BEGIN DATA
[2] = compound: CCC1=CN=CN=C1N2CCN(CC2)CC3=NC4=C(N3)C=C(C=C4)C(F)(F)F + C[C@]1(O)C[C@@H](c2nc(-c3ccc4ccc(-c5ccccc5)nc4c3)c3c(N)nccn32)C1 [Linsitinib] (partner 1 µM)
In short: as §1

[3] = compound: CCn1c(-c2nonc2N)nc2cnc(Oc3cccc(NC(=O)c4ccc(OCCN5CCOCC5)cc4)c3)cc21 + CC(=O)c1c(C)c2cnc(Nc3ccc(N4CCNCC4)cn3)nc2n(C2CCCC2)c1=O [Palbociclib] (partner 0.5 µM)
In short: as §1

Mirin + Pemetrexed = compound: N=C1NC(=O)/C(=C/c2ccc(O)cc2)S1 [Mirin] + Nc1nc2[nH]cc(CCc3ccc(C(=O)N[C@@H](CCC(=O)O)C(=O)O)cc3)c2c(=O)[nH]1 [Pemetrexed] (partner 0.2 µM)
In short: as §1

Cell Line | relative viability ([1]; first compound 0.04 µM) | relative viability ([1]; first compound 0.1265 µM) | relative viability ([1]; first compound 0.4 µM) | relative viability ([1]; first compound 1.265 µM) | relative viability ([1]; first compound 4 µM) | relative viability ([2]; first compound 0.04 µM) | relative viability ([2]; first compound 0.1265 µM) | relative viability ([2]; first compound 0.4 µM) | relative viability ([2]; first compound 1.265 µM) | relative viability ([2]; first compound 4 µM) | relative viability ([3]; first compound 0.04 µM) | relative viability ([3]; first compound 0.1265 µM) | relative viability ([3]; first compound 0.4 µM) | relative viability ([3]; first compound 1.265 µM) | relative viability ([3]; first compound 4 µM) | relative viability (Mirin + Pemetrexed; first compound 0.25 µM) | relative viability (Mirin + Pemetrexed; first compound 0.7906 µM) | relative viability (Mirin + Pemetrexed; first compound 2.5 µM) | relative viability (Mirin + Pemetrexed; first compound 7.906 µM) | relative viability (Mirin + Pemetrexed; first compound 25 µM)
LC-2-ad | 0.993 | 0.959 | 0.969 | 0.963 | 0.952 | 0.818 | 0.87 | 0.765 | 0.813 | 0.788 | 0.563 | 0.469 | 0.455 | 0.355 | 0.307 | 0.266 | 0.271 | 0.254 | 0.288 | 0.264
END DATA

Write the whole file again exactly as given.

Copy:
[2] = compound: CCC1=CN=CN=C1N2CCN(CC2)CC3=NC4=C(N3)C=C(C=C4)C(F)(F)F + C[C@]1(O)C[C@@H](c2nc(-c3ccc4ccc(-c5ccccc5)nc4c3)c3c(N)nccn32)C1 [Linsitinib] (partner 1 µM)
In short: as §1

[3] = compound: CCn1c(-c2nonc2N)nc2cnc(Oc3cccc(NC(=O)c4ccc(OCCN5CCOCC5)cc4)c3)cc21 + CC(=O)c1c(C)c2cnc(Nc3ccc(N4CCNCC4)cn3)nc2n(C2CCCC2)c1=O [Palbociclib] (partner 0.5 µM)
In short: as §1

Mirin + Pemetrexed = compound: N=C1NC(=O)/C(=C/c2ccc(O)cc2)S1 [Mirin] + Nc1nc2[nH]cc(CCc3ccc(C(=O)N[C@@H](CCC(=O)O)C(=O)O)cc3)c2c(=O)[nH]1 [Pemetrexed] (partner 0.2 µM)
In short: as §1

Cell Line | relative viability ([1]; first compound 0.04 µM) | relative viability ([1]; first compound 0.1265 µM) | relative viability ([1]; first compound 0.4 µM) | relative viability ([1]; first compound 1.265 µM) | relative viability ([1]; first compound 4 µM) | relative viability ([2]; first compound 0.04 µM) | relative viability ([2]; first compound 0.1265 µM) | relative viability ([2]; first compound 0.4 µM) | relative viability ([2]; first compound 1.265 µM) | relative viability ([2]; first compound 4 µM) | relative viability ([3]; first compound 0.04 µM) | relative viability ([3]; first compound 0.1265 µM) | relative viability ([3]; first compound 0.4 µM) | relative viability ([3]; first compound 1.265 µM) | relative viability ([3]; first compound 4 µM) | relative viability (Mirin + Pemetrexed; first compound 0.25 µM) | relative viability (Mirin + Pemetrexed; first compound 0.7906 µM) | relative viability (Mirin + Pemetrexed; first compound 2.5 µM) | relative viability (Mirin + Pemetrexed; first compound 7.906 µM) | relative viability (Mirin + Pemetrexed; first compound 25 µM)
LC-2-ad | 0.993 | 0.959 | 0.969 | 0.963 | 0.952 | 0.818 | 0.87 | 0.765 | 0.813 | 0.788 | 0.563 | 0.469 | 0.455 | 0.355 | 0.307 | 0.266 | 0.271 | 0.254 | 0.288 | 0.264